State v. Goranson

Annotate this Case

67 Wn.2d 456 (1965)

408 P.2d 7

THE STATE OF WASHINGTON, Appellant, v. WALLIE G. GORANSON et al., Respondents.[*]

No. 38120.

The Supreme Court of Washington, Department Two.

November 18, 1965.

Charles O. Carroll and Bruce W. Rudeen, for appellant.

Daniel G. Goodwin, for respondents.


Defendants were brought to trial on the charge of first degree forgery. At the conclusion of the state's case, the prosecution was dismissed for failure of proving the corpus delicti. The state appealed.

In the early part of November, 1964, the Northwest Filter Company was burglarized; a check protector and 15 checks were stolen. This information was given to the Seattle Police Department, which alerted several stores, including *457 Frederick & Nelson's. The checks reported as stolen included No. 4158.

On November 12, 1964, defendant Goranson took check No. 4158 to the cashier's cage at Frederick & Nelson's. On the face of the check, the payee was "Wallie G. Goranson" (typewritten), the amount was $112.52, and it was signed "J.W. Scott." This check bore the name of the Northwest Filter Company on its face and had been perforated with the company name by a check protector. The cashier recognized the check as being among those reported stolen. She asked Goranson for identification and to endorse the check. She then verified that the check number was among those reported stolen and notified the manager of the credit division. Goranson was asked to accompany the store detective and the manager to an office, and the police were called.

The next day Goranson voluntarily made a written statement which said that the other defendant, Huson, approached him with a foolproof technique of cashing checks; that the two went to the Y.M.C.A. where Huson typed Goranson's name on a few checks; that Huson signed the check in question as "J.W. Scott;" that Huson awaited nearby while he went to Frederick & Nelson's to cash the check; and that he was taken into custody after presenting the check to a cashier for the purpose of cashing the same.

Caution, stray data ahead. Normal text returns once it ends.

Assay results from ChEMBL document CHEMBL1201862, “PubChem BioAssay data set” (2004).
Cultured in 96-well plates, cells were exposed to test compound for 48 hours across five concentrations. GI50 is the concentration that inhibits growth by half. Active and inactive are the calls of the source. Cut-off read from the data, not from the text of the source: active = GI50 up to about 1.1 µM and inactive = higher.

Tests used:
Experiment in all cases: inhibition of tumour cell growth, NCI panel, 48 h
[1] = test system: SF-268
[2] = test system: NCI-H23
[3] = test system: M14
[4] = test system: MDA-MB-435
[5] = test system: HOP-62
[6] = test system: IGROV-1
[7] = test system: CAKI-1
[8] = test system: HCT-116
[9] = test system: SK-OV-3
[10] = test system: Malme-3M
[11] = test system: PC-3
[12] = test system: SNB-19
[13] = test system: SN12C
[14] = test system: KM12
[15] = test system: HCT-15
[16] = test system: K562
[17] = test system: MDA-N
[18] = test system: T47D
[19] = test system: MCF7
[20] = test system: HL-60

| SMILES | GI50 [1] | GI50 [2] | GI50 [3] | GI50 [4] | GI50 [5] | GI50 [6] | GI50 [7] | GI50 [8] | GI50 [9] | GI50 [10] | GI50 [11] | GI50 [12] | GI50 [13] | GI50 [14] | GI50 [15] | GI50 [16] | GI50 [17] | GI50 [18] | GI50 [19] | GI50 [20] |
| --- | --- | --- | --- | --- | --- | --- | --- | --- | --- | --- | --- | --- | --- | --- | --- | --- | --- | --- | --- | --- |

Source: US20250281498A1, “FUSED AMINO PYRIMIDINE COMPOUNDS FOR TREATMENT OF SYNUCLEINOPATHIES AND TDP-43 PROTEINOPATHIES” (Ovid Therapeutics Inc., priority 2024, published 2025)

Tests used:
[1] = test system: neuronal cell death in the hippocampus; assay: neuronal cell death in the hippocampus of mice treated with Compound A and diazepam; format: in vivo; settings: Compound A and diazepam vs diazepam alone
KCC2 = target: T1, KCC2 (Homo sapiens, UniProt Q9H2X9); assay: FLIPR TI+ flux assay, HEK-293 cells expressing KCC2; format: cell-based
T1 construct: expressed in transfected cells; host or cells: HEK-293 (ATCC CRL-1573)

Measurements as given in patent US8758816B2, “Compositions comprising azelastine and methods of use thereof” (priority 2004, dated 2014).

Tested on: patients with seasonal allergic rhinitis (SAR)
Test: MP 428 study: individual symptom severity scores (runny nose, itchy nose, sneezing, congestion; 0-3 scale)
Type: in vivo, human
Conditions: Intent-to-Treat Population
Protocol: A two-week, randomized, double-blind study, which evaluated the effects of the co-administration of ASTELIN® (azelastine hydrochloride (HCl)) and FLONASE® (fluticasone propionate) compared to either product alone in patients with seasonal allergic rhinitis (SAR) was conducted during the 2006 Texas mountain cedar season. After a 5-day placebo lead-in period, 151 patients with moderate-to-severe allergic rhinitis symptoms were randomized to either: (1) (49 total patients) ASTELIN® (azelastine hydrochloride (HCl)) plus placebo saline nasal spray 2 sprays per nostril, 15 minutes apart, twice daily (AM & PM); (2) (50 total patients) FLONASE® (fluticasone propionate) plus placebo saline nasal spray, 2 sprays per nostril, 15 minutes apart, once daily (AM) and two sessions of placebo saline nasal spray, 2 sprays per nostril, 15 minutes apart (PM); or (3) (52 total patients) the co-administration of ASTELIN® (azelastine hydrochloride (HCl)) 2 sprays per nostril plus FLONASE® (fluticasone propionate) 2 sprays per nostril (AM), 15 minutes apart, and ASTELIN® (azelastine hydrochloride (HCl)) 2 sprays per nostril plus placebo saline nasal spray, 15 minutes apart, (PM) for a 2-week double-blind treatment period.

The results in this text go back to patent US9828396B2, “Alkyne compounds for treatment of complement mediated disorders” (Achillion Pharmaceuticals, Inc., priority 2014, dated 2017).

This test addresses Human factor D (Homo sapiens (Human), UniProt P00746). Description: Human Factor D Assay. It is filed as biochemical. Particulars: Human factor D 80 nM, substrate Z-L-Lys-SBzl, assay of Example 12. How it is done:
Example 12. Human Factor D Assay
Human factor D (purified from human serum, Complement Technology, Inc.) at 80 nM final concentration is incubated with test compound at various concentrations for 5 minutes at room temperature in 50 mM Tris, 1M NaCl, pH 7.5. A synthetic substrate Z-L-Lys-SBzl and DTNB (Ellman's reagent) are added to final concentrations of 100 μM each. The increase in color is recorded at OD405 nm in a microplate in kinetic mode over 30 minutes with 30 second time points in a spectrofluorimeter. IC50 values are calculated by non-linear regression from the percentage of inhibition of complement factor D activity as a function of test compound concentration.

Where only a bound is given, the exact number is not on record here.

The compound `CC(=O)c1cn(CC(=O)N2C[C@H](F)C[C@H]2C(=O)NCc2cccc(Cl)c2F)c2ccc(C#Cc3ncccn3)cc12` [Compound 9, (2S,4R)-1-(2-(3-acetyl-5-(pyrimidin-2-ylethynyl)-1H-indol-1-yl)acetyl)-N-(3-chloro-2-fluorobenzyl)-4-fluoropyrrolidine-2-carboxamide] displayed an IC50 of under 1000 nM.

The following day Huson was arrested at his hotel room. Searching the room, the arresting officers found a check stub. At the police station, Huson made a voluntary oral statement. He stated that he had written the name of "J.W. Scott" on the check; that Goranson had approached him with a method of cashing checks; that Goranson had typed his own name as payee; and that when Goranson did not return from Frederick & Nelson's, he tore the remaining checks into pieces and flushed them down a toilet.

As a witness, the state called F.W. Scott, an engineer for Northwest Filter Company, who testified that a burglary had occurred; that a report had been made to the police; that only four men worked for Northwest Filter, including himself, his uncle, George Scott, and two other named men who were authorized to sign checks; that he did not *458 sign the check; that no person named "J.W. Scott" worked at Northwest Filter; and that checks had been stolen but he could not identify No. 4158 as being one of them.

The state handwriting expert could not determine whether or not defendant Huson signed the check, but he did determine that defendant Goranson did not sign the check.

The state contends that it introduced sufficient independent evidence of the crime of forgery being committed to warrant the consideration of defendants' statements in sending the case to the jury.

Forgery is defined in State v. Lutes, 38 Wn.2d 475, 479, 230 P.2d 786 (1951), as "... the false making of an instrument, which purports on the face of it to be good and valid for the purposes for which it was created, with a design to defraud any person or persons...."

RCW 9.44.010 includes in the definition of forgery the false signing of a party, real or fictitious.

Defendant Huson was charged under RCW 9.44.020 which provides, inter alia, that every person who, with intent to defraud, shall forge any check, shall be guilty of forgery in the first degree.

Defendant Goranson was charged under RCW 9.44.060, which provides: